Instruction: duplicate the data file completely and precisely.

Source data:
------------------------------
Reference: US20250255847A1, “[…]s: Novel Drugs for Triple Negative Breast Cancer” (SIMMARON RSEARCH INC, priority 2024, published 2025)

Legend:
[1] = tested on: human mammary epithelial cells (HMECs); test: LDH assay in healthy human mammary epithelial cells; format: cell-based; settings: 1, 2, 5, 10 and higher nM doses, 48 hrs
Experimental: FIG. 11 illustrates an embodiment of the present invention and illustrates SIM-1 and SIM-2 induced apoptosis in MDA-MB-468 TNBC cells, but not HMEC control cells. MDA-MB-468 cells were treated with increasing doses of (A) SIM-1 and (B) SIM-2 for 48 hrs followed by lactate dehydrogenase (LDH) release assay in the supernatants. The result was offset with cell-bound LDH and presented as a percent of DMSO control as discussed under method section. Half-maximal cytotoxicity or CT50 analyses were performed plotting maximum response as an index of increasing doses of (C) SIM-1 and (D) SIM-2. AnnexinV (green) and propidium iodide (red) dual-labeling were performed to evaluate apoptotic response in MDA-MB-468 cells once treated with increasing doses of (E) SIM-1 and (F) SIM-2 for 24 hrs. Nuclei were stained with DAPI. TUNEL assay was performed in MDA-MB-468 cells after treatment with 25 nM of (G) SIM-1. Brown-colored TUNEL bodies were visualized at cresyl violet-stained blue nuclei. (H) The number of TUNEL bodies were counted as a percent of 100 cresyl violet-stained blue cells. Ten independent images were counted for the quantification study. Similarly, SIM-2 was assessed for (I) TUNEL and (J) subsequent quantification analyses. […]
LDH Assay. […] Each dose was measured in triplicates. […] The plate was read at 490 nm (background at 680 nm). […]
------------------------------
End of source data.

Reference: US20250255847A1, “[…]s: Novel Drugs for Triple Negative Breast Cancer” (SIMMARON RSEARCH INC, priority 2024, published 2025)

Legend:
[1] = tested on: human mammary epithelial cells (HMECs); test: LDH assay in healthy human mammary epithelial cells; format: cell-based; settings: 1, 2, 5, 10 and higher nM doses, 48 hrs
Experimental: FIG. 11 illustrates an embodiment of the present invention and illustrates SIM-1 and SIM-2 induced apoptosis in MDA-MB-468 TNBC cells, but not HMEC control cells. MDA-MB-468 cells were treated with increasing doses of (A) SIM-1 and (B) SIM-2 for 48 hrs followed by lactate dehydrogenase (LDH) release assay in the supernatants. The result was offset with cell-bound LDH and presented as a percent of DMSO control as discussed under method section. Half-maximal cytotoxicity or CT50 analyses were performed plotting maximum response as an index of increasing doses of (C) SIM-1 and (D) SIM-2. AnnexinV (green) and propidium iodide (red) dual-labeling were performed to evaluate apoptotic response in MDA-MB-468 cells once treated with increasing doses of (E) SIM-1 and (F) SIM-2 for 24 hrs. Nuclei were stained with DAPI. TUNEL assay was performed in MDA-MB-468 cells after treatment with 25 nM of (G) SIM-1. Brown-colored TUNEL bodies were visualized at cresyl violet-stained blue nuclei. (H) The number of TUNEL bodies were counted as a percent of 100 cresyl violet-stained blue cells. Ten independent images were counted for the quantification study. Similarly, SIM-2 was assessed for (I) TUNEL and (J) subsequent quantification analyses. […]
LDH Assay. […] Each dose was measured in triplicates. […] The plate was read at 490 nm (background at 680 nm). […]